And so, as the Thompson team returns from Glastonbury, weary, sunburned but strangely elated, we're asking, 'What makes music such a powerful therapy?' It seems we're not the only ones asking. Increasingly, the therapeutic value of music is being recognised, especially for those with mental health challenges. At the same time, the act of coming together and making music is by its very nature, a bonding and inclusive experience for any community. So, let's count it off:
• Drumming for autistic kids
• Ultimate Thunder
• Mixing for mental health
A scientific study supported by Blondie drummer Clem Burke has revealed that playing the drums can bring real benefits for young people with autism. Experts from the universities of Chichester, King’s College London, Hartpury and Essex found that playing the instrument tuned brain networks in autistic children in as little as eight weeks. Volunteers aged 16-20 took two 45-minute lessons every week for two months and were given MRI scans before and after the programme. The scans revealed changes to brain function which were linked to overall behaviour – participants who'd worked on their drumming skills showed fewer signs of hyperactivity, inattention and repetitive behaviours, and demonstrated better control of their emotions.
Nick Hynes, our Head of Brand Voice, says:
“As a drummer, and a father of autistic twins, obviously I'm inclined to agree that drumming has its benefits. It's completely absorbing, it's physically demanding and it's a great way to connect and communicate with others in the context of a band. So I can see how it works for autistic kids on a number of levels. It's also great fun to beat the living sh*t out of a set of tubs. The only downside here is for my wife – she has to share a house with three drummers.”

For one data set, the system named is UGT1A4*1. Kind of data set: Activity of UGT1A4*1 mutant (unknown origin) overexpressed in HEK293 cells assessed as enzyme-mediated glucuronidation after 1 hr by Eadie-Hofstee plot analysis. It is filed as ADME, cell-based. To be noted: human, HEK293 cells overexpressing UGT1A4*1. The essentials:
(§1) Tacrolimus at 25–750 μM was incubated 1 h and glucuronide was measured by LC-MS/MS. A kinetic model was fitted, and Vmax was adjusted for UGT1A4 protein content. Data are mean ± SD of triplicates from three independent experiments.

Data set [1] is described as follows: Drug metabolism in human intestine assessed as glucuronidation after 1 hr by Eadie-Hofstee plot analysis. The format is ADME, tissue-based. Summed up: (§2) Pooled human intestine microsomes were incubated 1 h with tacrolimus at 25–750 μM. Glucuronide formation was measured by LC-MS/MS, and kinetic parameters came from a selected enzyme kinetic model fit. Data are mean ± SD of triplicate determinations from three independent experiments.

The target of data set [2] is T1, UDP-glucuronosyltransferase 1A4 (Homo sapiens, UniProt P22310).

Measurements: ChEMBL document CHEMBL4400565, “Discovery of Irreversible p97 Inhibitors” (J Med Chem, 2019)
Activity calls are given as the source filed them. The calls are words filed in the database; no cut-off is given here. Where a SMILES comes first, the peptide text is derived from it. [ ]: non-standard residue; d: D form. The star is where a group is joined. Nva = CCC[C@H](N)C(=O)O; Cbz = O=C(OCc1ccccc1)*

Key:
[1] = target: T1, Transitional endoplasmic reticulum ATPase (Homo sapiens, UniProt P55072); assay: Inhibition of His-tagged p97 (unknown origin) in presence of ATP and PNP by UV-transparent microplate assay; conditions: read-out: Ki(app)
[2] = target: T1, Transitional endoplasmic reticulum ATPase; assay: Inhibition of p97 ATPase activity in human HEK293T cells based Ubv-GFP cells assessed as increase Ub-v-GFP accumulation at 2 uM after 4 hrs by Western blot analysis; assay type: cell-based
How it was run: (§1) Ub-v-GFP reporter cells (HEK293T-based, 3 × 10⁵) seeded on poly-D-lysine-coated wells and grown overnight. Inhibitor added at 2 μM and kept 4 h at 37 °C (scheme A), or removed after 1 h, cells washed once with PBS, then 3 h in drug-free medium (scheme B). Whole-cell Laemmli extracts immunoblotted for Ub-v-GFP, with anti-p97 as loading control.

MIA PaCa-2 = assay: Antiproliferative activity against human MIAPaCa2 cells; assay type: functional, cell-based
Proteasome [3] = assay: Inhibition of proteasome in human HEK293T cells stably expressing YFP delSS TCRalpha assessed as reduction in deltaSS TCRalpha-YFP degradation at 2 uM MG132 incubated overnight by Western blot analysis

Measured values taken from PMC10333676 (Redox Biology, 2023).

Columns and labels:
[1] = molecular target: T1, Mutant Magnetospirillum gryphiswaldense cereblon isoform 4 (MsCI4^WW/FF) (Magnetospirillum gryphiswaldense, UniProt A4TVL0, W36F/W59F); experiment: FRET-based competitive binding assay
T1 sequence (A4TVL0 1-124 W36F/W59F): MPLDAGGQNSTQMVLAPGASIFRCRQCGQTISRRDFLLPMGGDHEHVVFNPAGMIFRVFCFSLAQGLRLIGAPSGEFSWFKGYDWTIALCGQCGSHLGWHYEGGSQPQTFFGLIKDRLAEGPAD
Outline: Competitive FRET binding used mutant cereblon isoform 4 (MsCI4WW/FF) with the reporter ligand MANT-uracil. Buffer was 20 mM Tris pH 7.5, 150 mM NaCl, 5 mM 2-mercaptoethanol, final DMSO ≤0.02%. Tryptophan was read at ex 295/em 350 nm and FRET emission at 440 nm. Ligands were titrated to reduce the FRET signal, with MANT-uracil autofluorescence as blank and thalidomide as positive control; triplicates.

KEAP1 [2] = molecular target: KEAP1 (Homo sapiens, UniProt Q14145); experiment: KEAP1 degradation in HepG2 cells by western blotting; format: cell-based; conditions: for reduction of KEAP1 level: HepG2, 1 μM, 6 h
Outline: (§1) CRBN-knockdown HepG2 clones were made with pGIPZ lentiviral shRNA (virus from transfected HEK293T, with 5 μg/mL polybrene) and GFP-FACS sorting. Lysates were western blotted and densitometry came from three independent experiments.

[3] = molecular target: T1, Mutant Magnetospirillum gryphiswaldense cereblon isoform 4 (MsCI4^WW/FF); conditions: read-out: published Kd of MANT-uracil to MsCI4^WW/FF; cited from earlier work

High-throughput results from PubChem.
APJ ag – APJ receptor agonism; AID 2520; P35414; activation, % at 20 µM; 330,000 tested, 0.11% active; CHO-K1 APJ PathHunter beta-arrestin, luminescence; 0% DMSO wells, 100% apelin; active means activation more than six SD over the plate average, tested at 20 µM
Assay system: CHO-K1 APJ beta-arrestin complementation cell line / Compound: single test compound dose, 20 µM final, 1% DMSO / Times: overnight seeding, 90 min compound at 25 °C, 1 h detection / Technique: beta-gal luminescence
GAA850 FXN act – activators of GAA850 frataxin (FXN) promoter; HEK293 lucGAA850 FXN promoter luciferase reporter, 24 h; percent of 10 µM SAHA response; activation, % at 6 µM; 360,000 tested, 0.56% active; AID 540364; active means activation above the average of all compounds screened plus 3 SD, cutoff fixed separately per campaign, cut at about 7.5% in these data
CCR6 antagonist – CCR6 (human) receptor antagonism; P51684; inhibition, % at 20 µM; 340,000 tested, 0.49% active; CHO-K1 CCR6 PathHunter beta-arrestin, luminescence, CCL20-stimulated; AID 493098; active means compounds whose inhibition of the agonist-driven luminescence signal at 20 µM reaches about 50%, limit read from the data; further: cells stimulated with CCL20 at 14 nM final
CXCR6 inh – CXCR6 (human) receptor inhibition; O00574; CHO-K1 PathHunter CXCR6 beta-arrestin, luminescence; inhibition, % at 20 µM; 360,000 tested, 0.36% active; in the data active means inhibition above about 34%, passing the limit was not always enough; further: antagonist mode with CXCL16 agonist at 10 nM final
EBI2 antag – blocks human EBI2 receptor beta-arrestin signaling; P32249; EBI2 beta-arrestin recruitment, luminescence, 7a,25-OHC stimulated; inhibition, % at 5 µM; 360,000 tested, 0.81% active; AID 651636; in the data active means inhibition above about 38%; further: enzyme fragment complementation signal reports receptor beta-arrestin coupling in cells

A gig with Leeds' post-punk band Ultimate Thunder is a live music experience like no other. You never quite know what's going to happen. And neither do the musicians on stage. Everyone in Ultimate Thunder except guitarist James Heselwood has learning disabilities. Several members of the band are almost or exclusively non-verbal, and the others often communicate in a non-linear fashion. Improvisation is their speciality. It starts with a guitar riff, the drums kick in and vocalist Matthew Watson delivers a surreal stream of consciousness. Or not. He has been known sometimes to remain silent throughout. The band has performed a series of gigs alongside non-disabled bands and received a £43,000 grant from the Arts Council to record and release their debut album. 'Ultimate Thunder' is available from July 21st.
Al Connolly, our Designer, says:
“Amazing to see this Leeds band paving the way. So much music I listen too is structured and predictable, even going to a show you more or less know what you’re going to get. Ultimate Thunder throw all that out the window and fully embrace the chaos. Ace to see Leeds based charity Pyramid and the Arts Council supporting music projects like this!”
Mixing for mental health
NHS charity, Heads On has joined forces with superstar DJ Norman Cook (aka Fatboy Slim) to support young people recovering from mental illness. Cook is hosting a series of Brighton workshops which allow participants to get hands-on and immerse themselves in the joy of decks. It's all part of a scheme designed “to break down the stigmas around mental illness, to build people’s confidence and to have really high-class music workshops in really nice venues," says Natalie Rowlands, senior occupational therapist at Sussex Partnership, who organised the events. "A lot of the people here have been musical in the past, but they’ve gone through so much, they’re coming out of it again, and this gives them an amazing opportunity.” The road to recovery starts right here, right now.
Chris Skelton, our Creative Director, says:
“Praise you, Norman! This is a great idea. Not only is it a fun and interesting enough activity to get people out of the door, but it’s something that involves music (and dance!), all of which have been proven to stimulate the release of endorphins and support improvements in stress, anxiety and low mood.”